A stop in Valparaíso (Valpo to locals) is a must-do when visiting Chile. Valparaiso is located 70 miles northwest of the capital Santiago and is the second largest metropolitan area in the country. Its name means “Valley of Paradise”. In 2003 the historic center of the city was declared a UNESCO World Heritage Site and is one of the most beautiful and picturesque towns in central Chile. Valparaiso has been the seat of the Chilean Parliament since 1990. In the 19th century it developed as one of the leading commercial ports on the Pacific coast of South America (like Buenos Aires on the Atlantic side). There are two distinct parts to the town: “el Plan,“, the narrow coastal plain where most of the shops and administrative services are located and the “cerros“, the hillside that dominates the city. Most of the inhabitants live in the “Cerros”, often in colorful houses with bright metal roofs. Valparaiso is often considered the cultural capital of the country because it was the birthplace of important artists and politicians, including Noble prize-winning poet Pablo Neruda, opera singer Giancarlo Monsalve, and utopian politicians like Salvador Allende. A bohemian, colorful and thriving city, it is full of positive energy and things to discover, and can seduce travelers… Will you succumb to its charm ?

The Bay of Valparaiso , Sea Lions

Forty hills surround the Bay of Valparaiso and form a natural amphitheater overlooking the Pacific Ocean. The harbor district is the oldest quarter in the city having developed between the 16th and the 18th centuries. English and French ships made Valparaiso a compulsory port-of-call before or after passing through the Strait of Magellan. It is easy to imagine sailors coming off their four- or five-mast ships and heading for the bars around the Plaza Echaurren near the Matriz church: “Il a une casquette marine / Une vareuse de pêche / Il chante sa complainte bleue marine / La bouche sèche / Le bleu qu’il met dans sa vodka / Ça lui rappelle / Tous les j-aurai-du, y’avait-qu’à ” (He has a navy cap / A fishing jacket / He sings his sad Navy song/ His mouth is dry/ He puts his bleu in his vodka / It reminds him / All the times I should of, there was only…, lyrics of Le marin by the French singer Alain Souchon). The golden age of Valparaiso ended with the opening of the Panama Canal in 1914. The city is known among Chileans as “La Joya del Pacifico” (the Jewel of the Pacific) for its seascape. In the time of its greatest splendor, Valparaiso was known among sailors as the “Little San Francisco“. In the 20th century it lost its influence on the maritime world. Today, although the port is less active, military and container ships still arrive in large numbers. Traffic has increased as the opening of Chilean economy opens to the World trade and with the arrival of Post-Panamax ships that are too big for the Panama Canal. At the marina, from the Muelle (quay) Prat you can take a boat trip out on the Pacific Ocean to see sea lions basking in the sun on a buoy and to enjoy the view of Valpo from the water, with its multicolored houses perched on the “Cerros” (hills). Ah, the Cerros, there are more than 40 in Valparaiso. The houses are built over the contours of the hills… resulting in a rather anarchic, improvised and impressive urban design. For the record, it appears that the “Porteños” (a common expression in South America referring to the inhabitants of certain port cities) used abandoned sheet metal from the port to cover and protect their houses made of adobe bricks (a kind of clay mixed with water and straw). However, with the wind and moisture sheet metal rusts… So people began to paint their houses with paint used on boats, very resistant but also very colorful. This original touch makes the city unusual and very pleasant: Valpo puts color in our lives !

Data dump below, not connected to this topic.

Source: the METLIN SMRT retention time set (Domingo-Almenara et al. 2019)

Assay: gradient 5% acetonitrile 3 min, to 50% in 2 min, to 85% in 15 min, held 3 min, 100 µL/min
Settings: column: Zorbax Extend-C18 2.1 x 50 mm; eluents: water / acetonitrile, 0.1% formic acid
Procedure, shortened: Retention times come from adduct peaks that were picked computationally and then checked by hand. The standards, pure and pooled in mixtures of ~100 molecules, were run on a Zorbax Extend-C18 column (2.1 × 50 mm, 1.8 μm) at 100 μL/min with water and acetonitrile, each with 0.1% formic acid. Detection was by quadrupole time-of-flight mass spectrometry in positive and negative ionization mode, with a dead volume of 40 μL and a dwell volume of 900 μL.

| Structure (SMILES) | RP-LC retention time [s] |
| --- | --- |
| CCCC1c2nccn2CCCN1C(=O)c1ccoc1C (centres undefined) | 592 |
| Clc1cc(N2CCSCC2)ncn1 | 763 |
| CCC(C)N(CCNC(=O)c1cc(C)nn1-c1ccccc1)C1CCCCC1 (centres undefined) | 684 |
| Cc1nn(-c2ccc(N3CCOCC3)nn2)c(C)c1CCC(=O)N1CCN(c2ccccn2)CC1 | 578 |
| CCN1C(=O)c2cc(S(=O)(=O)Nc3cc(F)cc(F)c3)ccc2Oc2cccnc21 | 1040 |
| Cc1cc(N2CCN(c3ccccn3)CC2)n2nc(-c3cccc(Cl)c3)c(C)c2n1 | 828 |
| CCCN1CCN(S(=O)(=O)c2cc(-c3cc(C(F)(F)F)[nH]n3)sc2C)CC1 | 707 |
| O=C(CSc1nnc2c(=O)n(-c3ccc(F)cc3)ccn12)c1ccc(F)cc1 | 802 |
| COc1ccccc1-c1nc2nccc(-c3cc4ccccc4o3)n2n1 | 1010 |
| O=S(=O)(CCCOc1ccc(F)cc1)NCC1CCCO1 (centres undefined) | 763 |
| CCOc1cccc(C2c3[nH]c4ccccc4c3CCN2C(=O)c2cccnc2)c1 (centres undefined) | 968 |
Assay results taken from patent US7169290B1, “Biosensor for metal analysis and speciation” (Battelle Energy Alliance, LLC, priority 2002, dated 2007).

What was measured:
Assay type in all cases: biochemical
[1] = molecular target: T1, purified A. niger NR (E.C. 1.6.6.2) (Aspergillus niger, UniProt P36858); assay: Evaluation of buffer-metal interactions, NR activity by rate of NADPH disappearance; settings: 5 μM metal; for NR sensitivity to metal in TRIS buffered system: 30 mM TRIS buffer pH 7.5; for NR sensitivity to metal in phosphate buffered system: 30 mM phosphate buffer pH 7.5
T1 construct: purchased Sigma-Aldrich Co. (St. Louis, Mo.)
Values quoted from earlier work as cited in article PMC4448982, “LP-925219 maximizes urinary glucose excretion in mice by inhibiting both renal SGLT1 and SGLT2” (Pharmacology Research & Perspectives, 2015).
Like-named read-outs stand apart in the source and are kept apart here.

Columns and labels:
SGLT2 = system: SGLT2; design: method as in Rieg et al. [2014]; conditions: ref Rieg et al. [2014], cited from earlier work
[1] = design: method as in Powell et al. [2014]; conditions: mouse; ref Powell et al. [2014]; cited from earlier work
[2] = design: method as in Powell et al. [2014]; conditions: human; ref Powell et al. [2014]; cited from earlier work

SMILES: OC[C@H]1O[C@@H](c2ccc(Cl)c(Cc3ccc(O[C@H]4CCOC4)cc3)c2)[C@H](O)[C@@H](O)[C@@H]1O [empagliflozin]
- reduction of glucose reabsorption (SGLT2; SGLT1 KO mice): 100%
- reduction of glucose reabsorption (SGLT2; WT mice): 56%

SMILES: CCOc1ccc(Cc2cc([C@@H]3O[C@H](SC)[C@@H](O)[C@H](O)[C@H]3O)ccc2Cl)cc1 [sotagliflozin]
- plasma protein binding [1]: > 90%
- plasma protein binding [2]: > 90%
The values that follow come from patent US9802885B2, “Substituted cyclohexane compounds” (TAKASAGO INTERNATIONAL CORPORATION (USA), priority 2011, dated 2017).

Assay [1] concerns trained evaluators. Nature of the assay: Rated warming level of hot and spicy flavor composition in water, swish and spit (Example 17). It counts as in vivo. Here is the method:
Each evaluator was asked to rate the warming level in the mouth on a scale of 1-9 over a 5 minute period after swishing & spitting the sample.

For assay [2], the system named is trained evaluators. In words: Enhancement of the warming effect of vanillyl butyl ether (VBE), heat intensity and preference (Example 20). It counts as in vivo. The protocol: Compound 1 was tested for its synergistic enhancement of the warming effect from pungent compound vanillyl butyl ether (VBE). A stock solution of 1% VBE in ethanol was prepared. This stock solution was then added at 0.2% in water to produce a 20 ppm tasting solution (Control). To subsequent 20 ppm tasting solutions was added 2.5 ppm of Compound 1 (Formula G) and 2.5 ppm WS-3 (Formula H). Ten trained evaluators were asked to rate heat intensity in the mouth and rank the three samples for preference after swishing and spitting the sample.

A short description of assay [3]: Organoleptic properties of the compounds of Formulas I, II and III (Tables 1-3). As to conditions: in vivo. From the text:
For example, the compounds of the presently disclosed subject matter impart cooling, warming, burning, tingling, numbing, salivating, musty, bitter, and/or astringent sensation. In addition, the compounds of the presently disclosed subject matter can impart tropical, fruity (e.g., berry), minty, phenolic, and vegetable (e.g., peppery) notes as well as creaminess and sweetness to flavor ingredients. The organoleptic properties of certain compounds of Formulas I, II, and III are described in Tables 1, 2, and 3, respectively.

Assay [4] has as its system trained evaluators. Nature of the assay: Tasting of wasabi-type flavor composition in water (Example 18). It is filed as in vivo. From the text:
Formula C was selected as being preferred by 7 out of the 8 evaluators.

Valparaiso, colorful houses

Valparaiso’s old hillside neighborhoods feature a labyrinth of small, well-worn cobbled streets, mosaic stairs, and alleys that allow you to discover the city in ever-surprising ways… You’ll understand, the best way to visit the city of Valparaiso is on foot, with the strength of your calves. The streets are steep, even very steep, and go up and down from hill to hill… but there are shortcuts, small side roads that take you everywhere. It seems to be both Montmartre and San Francisco at once. Its topography and its messy, grungy, and a bit dilapidated aspect give the city its charm ! Unpolished and raw. We take the time to discover it and its hidden corners in this rustic landscape: we are pausing in front of a tiny bazaar, we get lost in an unsuspected passageway with convoluted stairs and stop in front of a small well-hidden café to order a coffee con leche… we relax watching native cats playing around ! As Pablo Neruda has written, “Someday, somewhere – anywhere, unfailingly, you’ll find yourself, and that, and only that, can be the happiest or bitterest hour of your life“. A paradise of urban art, Valparaiso is a veritable open-air museum. Here the word “Street Art” makes sense. Valpo is the Mecca for street art in Chile, an open canvas of color for creation and inspiration. It must be said that this chaotic artwork flourishes everywhere on the walls and goes perfectly with the architecture of the town ! Just wander freely along the cobblestone streets, a visual surprise emerges at every corner. No matter what path you take, you always come across real works of art. The murals are almost always beautiful. You will understand, if walls don’t display works of art, then the facades or stairs are colored… The city is a wonderland of art. It is on one of the stairs that we discover the words of this beautiful song Latinoamérica, a true tribute to all Latin America, “I’m Latin America / A people without legs yet I walk…